Happy New Year!

Re: What's with the mature content?

I stumbled across this post and can't believe what I'm reading in the messages about mature content.  I feel that the mature content label is greatly needed to identify what type of widget you're getting.  I don't view the Chumby as a regular computer but rather as an always-on home internet device for news, weather, time, etc., so you don't have to take the time to turn on your computer to access these sites at an inconvenient time.   I have several laptop computers, Nokia N800, PSP, Sony Mylo and now the Chumby.  There is less chance of getting adult or porno material on the Chumby than any of these other devices I have mentioned because you do not get full internet access, just widgets.  I get more adult spam messages in my e-mail at work and Outlook Express at home than I ever imagined.  I never click on a spam message and have never asked to receive them.  I don't give my e-mail address out to just anyone so how I get them is a mystery to me.  The mature content label signals to me the content of the widget.  Most TV shows tells the parent ahead of time if the program is of a mature nature or too graphic for underage children.  I think the mature content label is a great signal for parents and adults.  I think the mature content label should be left as is.  I have the Clearwater, Florida cam on my Chumby and now that shows a lot of skin and doesn't even carry the mature content label!  Team Chumby is doing an excellent job.  I love my Chumby.  It gives me the option of always-on that my other computer devices cannot do.  I do get a feeling reading most of the posts on the forum that most people want a computer of sorts but in the Chumby body.  That definitely is not what I wanted when I ordered my Chumby.  This site has a great forum.  Have a GREAT NEW YEAR!
Bob - Ohio

38 (edited by joltdude 2008-02-27 13:26:05)

Re: What's with the mature content?

Why cant parents take responsibility for their own content filtering, instead of pushing it on the companies to babysit their kids?
Personally, id let my kid use a chumby, have him/her and the parent configure the content, and the parent holds the password...

I love how these people want govement/corporations to do their job for them!... This is why the internet is turning into such a miserable place..
Might be doable to have a class of chumby registration which does NOT allow for mature widgets but why should chumby have to put the expense and resources into censoring them... If they attempt to categorize them fine, but it should not be the end all..
(There is no such thing as *in good faith* content flagging anymore....)

I cant believe how much control parents and spying the current lot of parents try to have on their children... at the expense of my privacy...

ibrent.. Go to china and the third world contries where even the basic web is firewalled and censored.. then realize what your forcing other people to do

And to the possble rhetoric of accusing people who dont believe in censorship... perverts...
Some of us dont believe all the propoganda we are being fed... and like our news straight up... uncensored..  Frankly i have next to no interest in seeing obscenity but... I can see these same people blocking their kids from seeing Cezanne or the statue of David....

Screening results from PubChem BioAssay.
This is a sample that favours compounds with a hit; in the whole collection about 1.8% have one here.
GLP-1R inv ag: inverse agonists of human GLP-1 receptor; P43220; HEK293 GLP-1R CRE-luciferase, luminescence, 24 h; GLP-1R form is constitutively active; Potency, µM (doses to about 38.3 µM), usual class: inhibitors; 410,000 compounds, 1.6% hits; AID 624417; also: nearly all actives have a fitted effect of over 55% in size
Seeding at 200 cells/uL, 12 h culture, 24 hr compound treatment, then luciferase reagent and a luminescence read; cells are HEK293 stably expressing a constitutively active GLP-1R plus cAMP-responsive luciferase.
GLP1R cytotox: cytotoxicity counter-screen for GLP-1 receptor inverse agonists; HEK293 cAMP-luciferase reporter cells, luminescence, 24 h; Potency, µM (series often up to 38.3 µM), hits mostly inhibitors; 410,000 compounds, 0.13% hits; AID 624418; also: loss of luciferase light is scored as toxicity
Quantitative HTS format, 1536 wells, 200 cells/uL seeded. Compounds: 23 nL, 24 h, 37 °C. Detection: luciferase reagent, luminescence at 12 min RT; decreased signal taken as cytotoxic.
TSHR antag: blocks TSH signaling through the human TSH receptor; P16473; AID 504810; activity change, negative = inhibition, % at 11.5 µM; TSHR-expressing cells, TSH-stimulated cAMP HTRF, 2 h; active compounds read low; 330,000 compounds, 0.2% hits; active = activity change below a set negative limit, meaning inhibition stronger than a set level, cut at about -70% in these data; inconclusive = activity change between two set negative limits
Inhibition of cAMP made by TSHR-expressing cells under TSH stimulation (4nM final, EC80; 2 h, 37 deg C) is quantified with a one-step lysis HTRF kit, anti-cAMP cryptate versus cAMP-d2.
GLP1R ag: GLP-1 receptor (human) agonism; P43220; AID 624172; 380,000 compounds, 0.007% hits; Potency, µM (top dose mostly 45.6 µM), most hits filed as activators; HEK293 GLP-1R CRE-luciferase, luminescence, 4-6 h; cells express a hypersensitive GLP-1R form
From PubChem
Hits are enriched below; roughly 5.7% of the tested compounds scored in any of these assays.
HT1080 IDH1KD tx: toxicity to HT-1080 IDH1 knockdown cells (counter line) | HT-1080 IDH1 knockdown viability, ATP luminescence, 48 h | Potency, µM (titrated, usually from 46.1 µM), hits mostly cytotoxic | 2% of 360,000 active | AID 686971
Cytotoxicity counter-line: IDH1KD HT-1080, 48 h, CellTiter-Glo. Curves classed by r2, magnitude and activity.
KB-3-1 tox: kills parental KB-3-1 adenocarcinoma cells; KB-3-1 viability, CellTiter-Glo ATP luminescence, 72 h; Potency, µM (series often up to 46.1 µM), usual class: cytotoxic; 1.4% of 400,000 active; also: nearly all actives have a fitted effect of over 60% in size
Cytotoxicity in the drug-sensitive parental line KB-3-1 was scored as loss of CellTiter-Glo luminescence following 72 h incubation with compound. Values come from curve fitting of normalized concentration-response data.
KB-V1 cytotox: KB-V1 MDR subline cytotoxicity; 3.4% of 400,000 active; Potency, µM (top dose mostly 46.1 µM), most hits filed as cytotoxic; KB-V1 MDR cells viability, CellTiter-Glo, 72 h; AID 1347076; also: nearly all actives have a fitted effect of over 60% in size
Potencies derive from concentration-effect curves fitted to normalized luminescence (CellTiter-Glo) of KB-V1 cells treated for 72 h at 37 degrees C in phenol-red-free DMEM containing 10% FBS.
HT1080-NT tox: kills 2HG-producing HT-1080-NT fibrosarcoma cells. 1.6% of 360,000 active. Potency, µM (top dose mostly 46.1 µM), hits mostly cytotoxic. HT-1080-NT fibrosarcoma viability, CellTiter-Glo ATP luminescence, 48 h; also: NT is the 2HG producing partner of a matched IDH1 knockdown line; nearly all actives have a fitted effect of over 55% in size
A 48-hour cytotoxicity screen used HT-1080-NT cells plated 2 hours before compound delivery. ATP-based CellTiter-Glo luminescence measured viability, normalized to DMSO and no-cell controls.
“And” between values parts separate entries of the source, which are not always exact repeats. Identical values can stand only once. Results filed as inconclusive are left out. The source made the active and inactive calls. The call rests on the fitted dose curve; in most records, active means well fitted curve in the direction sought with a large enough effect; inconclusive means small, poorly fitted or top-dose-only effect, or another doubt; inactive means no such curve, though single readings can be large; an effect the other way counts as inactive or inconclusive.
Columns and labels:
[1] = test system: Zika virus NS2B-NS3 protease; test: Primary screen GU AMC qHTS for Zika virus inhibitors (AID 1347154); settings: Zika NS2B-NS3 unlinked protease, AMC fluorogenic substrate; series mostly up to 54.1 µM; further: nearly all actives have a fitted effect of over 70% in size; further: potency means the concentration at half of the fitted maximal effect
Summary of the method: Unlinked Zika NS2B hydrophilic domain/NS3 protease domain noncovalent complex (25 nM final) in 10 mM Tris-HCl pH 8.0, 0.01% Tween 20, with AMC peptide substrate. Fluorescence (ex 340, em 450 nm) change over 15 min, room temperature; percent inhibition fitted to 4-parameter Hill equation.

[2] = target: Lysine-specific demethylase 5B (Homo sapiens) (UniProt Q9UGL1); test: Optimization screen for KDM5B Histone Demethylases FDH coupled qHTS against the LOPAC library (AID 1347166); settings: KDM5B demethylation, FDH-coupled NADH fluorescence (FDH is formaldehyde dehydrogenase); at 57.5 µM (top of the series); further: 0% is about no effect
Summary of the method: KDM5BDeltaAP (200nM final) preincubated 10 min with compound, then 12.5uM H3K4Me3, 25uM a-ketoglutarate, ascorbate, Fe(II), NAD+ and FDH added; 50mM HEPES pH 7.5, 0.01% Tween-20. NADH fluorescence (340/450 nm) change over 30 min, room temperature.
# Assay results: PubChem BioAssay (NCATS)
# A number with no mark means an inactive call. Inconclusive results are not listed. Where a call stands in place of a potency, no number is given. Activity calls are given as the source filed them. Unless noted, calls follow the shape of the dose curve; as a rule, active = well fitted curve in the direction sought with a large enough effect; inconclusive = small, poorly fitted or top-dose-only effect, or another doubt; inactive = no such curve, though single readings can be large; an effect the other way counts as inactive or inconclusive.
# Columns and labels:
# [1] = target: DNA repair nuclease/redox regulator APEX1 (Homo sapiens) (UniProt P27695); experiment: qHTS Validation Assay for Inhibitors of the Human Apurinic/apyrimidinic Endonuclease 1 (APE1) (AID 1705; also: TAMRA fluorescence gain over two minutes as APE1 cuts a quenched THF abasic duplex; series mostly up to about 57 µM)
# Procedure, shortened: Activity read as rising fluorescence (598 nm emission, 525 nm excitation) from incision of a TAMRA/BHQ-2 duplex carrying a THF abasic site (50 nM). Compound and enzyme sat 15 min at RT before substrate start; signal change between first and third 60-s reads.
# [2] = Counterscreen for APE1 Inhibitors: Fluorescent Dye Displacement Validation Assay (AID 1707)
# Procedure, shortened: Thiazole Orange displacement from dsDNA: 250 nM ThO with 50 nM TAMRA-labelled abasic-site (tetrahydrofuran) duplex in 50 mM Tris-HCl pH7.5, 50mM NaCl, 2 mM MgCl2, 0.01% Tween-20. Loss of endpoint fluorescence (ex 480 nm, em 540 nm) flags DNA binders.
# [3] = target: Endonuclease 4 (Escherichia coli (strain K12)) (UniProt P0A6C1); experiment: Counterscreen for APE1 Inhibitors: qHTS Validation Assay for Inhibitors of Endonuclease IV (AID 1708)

Re: What's with the mature content?

Since it's been bounced up again, I figured it's my turn to add a couple cents to the pile.

Here's to hoping the kids who would be scarred by the Chumby website never learn how to use Google or Yahoo or MSN or ...

When I was a kid, our parents talked to us when we saw something controversial.  If something was a "no-no" or we were never allowed to see it, we only wanted to see it more.  So our parents let life happen, and when life happened badly they sat us down, explained why it was bad, and answered any questions we might have.  We came away knowing a little more, having a more open and communicative relationship with our parents, and with our parents values planted in our minds out of mutual respect.  This allowed us to handle more diverse, troubling or confusing situations on our own, knowing that if we needed to talk about something, even if it was embarrassing, we had our parents we could turn to.

I guess that's about three cents' worth.

Re: What's with the mature content?

I gave a Chumby to my nephew who's 9, and to his cousin, my niece who's 7. The world they will be living in when they grow up will be filled with even more technological devices we haven't even heard of yet. Back in the 1960s if my parents said something like "don't give him a tape recorder" (or camera - fill in your blank) it would have been a terrible thing since we're now living in a world awash with these kinds of things. (And I'm in that business now too, maybe because of good parenting). Not giving "another electronic game/computer/whatever" to a youngster who will be living in a world awash with those isn't the wisest move.

Both of my sisters are participating with their kids and the Chumbys I bought them - in fact, my sisters seem to be enjoying them more than their kids at this point! Parents can and should be responsible to teach their children that it's a world full of things that they should know might not be good for them. Whether they're on the Chumby isn't the Chumby's fault, just like what's on the Internet isn't the Internet's fault, and when a prankster phones and curses at someone and hangs up it's not the phone's fault.

  June 18, 2008 @ 1:10 PM
  N40° 46.565'  W073° 58.756'

Marc Silverman
New York City |
MY POWER TEAM: Macintosh, iPhone, Chumby, Geocaching, WheresGeorge.